The interosseous membrane is a type of connective tissue found between certain bones in the body. The membrane performs a number of functions including creating compartments to separate different structures, distributing the impact of forces, and separating the joints. The long bones of the lower arm and leg both have attached interosseous membranes and this type of tissue can be seen in many other living organisms.
In the leg, the membrane extends between the tibia and the fibula, running along the crests of the bones. The muscles in the leg are separated into sections in the front and back with this membrane. The strong but flexible membrane allows impacts to either bone to be absorbed and distributed, limiting the risks of fractures and other damages, and it also plays a role in the knee joint. Tears in the membrane can occur as a result of severe trauma and may also be created during surgery.
The interosseous membrane in the arm extends between the radius and ulna in the lower arm. It fulfills many of the same functions as the membrane in the leg and can be clearly seen in cross-sections of the arm. It is involved in the elbow joint and helps to stabilize the lower arm bones for strength, durability, and flexibility. Like other joint tissue, it is designed to be able to deform and flex, rather than shredding or fracturing on impact, allowing the joint to absorb considerable stress before damage will be incurred.
This tissue is highly fibrous in nature. Fibrous tissues can be found in many other areas of the body, like the ligaments, and they are usually designed with the fibers running in a direction that will facilitate absorption of impacts without breakage. Twisting bones with an attached interosseous membrane in an abnormal or extreme position can damage the membrane, as well as creating a fracture in one or both bones. The connection to the joint can potentially create associated damage in the joint as a result of these kinds of injuries as well.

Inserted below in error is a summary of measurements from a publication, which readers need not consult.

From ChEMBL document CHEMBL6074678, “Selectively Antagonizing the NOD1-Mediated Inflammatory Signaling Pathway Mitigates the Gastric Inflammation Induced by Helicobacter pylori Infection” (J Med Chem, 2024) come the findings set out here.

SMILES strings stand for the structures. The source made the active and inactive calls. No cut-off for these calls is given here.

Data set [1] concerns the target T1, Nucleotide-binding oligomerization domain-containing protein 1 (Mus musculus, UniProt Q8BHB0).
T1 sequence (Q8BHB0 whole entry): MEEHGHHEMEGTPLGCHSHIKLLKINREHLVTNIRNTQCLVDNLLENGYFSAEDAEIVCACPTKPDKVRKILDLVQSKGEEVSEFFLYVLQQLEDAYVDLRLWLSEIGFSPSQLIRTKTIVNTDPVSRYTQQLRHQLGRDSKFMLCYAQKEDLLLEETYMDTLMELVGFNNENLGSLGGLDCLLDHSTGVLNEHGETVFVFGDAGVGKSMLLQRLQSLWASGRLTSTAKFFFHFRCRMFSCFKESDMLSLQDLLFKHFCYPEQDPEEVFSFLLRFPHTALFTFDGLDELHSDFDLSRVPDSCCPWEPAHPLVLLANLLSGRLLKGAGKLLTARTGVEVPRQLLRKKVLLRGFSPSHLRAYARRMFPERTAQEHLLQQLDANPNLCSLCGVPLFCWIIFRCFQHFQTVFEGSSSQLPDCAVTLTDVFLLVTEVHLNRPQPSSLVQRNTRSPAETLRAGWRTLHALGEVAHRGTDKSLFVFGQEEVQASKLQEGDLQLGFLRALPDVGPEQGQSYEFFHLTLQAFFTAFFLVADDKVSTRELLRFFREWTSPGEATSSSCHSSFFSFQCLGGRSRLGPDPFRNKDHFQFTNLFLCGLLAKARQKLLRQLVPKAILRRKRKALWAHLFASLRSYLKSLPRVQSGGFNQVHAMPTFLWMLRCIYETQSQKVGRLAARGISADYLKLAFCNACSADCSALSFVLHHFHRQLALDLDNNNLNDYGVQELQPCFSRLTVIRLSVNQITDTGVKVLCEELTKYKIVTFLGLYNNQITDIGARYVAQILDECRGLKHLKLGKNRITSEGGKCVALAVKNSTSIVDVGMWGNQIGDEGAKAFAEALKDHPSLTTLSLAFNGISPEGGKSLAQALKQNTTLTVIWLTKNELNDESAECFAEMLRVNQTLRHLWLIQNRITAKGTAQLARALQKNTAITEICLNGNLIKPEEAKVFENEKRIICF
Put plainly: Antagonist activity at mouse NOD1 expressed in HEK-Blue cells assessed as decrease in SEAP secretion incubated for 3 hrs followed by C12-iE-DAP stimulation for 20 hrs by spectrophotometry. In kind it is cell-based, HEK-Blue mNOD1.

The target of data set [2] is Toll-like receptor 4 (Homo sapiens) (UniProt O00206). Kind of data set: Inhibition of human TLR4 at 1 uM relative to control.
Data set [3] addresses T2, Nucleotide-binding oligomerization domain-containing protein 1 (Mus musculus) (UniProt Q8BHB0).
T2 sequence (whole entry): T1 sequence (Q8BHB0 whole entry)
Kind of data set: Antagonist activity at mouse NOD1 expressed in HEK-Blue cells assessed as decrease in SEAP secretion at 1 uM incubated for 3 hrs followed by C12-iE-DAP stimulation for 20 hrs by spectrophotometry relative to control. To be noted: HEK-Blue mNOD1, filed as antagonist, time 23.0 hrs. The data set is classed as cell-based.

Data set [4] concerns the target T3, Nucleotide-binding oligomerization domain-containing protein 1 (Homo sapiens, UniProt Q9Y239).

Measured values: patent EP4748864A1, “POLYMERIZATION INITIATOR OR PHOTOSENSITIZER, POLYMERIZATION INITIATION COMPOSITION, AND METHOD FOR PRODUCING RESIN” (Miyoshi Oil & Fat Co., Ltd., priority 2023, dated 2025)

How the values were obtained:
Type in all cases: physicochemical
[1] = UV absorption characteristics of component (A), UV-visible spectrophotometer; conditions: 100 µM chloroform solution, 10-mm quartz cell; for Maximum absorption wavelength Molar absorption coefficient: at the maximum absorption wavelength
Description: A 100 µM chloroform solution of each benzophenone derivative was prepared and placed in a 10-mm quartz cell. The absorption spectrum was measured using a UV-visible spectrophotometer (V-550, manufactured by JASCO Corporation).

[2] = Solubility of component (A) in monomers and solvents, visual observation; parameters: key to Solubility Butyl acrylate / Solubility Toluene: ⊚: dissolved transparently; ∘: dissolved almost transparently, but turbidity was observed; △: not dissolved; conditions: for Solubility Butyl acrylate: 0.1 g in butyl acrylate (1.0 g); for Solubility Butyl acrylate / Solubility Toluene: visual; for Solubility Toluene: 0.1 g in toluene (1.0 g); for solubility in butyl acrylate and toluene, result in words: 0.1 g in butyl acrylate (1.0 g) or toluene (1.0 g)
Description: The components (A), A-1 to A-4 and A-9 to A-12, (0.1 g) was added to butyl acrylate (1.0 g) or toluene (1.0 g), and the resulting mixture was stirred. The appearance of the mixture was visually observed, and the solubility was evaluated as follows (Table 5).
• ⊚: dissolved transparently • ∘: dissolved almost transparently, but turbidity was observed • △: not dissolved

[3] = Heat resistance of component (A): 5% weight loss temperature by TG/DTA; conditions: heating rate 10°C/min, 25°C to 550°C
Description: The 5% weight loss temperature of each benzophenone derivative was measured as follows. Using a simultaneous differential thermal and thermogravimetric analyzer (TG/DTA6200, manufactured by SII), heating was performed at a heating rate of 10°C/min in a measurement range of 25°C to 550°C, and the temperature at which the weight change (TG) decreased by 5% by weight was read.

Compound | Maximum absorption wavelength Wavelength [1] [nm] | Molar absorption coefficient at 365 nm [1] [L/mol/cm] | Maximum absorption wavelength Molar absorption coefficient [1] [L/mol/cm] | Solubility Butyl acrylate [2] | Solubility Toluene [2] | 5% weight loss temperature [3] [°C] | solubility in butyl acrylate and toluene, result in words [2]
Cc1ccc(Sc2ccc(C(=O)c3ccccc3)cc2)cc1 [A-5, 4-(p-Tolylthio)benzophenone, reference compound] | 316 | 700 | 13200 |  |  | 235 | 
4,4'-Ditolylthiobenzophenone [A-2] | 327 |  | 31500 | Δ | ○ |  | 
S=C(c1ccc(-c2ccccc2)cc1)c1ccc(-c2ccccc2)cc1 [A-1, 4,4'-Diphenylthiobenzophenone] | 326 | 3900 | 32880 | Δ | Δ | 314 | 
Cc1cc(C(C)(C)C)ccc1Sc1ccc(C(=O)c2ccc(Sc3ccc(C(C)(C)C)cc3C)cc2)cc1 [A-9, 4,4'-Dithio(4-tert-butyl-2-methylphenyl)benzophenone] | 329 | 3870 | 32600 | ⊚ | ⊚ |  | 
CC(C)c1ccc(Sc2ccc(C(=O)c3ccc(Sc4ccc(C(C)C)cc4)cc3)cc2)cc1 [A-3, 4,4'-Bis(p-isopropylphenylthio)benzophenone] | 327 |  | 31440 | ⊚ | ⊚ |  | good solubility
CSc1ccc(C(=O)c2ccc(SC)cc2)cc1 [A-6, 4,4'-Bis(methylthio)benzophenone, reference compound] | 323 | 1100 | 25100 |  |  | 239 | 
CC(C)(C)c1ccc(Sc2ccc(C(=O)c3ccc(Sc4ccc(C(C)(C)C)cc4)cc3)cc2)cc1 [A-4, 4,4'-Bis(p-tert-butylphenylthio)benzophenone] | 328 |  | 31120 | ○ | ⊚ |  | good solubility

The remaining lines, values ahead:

Parts of the interosseous membrane may be seen during surgical procedures in areas of the body where this anatomical structure is present. It is also explored during autopsy and dissection procedures, to learn more about a patient's particular case or to collect information about the functioning of the body in general. During dissections, people learn to identify this structure and use it as a landmark to find other structures in the area.